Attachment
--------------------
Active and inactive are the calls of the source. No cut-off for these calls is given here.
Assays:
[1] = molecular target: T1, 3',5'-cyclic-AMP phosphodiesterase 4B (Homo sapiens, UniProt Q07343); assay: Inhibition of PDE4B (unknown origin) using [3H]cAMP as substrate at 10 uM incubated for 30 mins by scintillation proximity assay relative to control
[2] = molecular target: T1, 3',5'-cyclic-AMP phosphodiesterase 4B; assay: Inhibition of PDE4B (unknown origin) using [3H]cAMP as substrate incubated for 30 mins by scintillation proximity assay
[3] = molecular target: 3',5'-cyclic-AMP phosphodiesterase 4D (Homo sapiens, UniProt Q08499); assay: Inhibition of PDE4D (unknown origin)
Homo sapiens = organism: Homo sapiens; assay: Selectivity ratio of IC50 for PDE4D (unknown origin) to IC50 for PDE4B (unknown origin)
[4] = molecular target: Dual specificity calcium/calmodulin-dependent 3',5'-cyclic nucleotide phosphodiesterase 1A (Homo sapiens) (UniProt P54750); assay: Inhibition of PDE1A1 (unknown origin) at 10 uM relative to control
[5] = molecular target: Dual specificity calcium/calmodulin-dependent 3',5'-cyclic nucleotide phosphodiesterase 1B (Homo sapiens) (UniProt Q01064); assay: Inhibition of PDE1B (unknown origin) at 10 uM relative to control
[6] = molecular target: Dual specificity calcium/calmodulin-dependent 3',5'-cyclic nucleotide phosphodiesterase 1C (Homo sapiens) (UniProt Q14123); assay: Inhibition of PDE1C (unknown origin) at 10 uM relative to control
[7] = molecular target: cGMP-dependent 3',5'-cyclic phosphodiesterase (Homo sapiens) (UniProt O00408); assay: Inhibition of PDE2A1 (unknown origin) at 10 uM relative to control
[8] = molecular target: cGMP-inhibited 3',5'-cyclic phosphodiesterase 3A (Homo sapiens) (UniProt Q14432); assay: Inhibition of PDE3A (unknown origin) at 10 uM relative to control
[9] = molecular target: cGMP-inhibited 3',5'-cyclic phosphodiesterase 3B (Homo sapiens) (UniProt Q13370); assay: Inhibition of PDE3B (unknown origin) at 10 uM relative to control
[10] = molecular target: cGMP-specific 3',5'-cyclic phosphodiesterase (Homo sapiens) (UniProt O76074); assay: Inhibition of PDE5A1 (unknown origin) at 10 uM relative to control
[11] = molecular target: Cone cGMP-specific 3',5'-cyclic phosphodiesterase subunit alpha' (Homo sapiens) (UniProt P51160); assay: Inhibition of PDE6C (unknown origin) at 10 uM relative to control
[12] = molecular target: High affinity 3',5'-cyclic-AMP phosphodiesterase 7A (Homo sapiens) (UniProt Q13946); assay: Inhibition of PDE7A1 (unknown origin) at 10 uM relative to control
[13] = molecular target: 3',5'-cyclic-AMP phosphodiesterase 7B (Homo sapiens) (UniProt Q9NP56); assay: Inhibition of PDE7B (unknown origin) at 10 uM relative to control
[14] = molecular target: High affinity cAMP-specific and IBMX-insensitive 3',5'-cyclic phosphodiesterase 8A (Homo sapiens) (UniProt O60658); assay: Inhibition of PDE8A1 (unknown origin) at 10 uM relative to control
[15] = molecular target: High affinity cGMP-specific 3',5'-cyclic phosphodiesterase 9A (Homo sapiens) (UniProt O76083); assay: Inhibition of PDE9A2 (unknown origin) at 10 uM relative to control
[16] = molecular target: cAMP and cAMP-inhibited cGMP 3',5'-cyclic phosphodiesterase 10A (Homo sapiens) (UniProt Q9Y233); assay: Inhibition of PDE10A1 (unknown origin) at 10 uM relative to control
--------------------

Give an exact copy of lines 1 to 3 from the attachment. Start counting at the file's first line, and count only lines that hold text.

Active and inactive are the calls of the source. No cut-off for these calls is given here.
Assays:
[1] = molecular target: T1, 3',5'-cyclic-AMP phosphodiesterase 4B (Homo sapiens, UniProt Q07343); assay: Inhibition of PDE4B (unknown origin) using [3H]cAMP as substrate at 10 uM incubated for 30 mins by scintillation proximity assay relative to control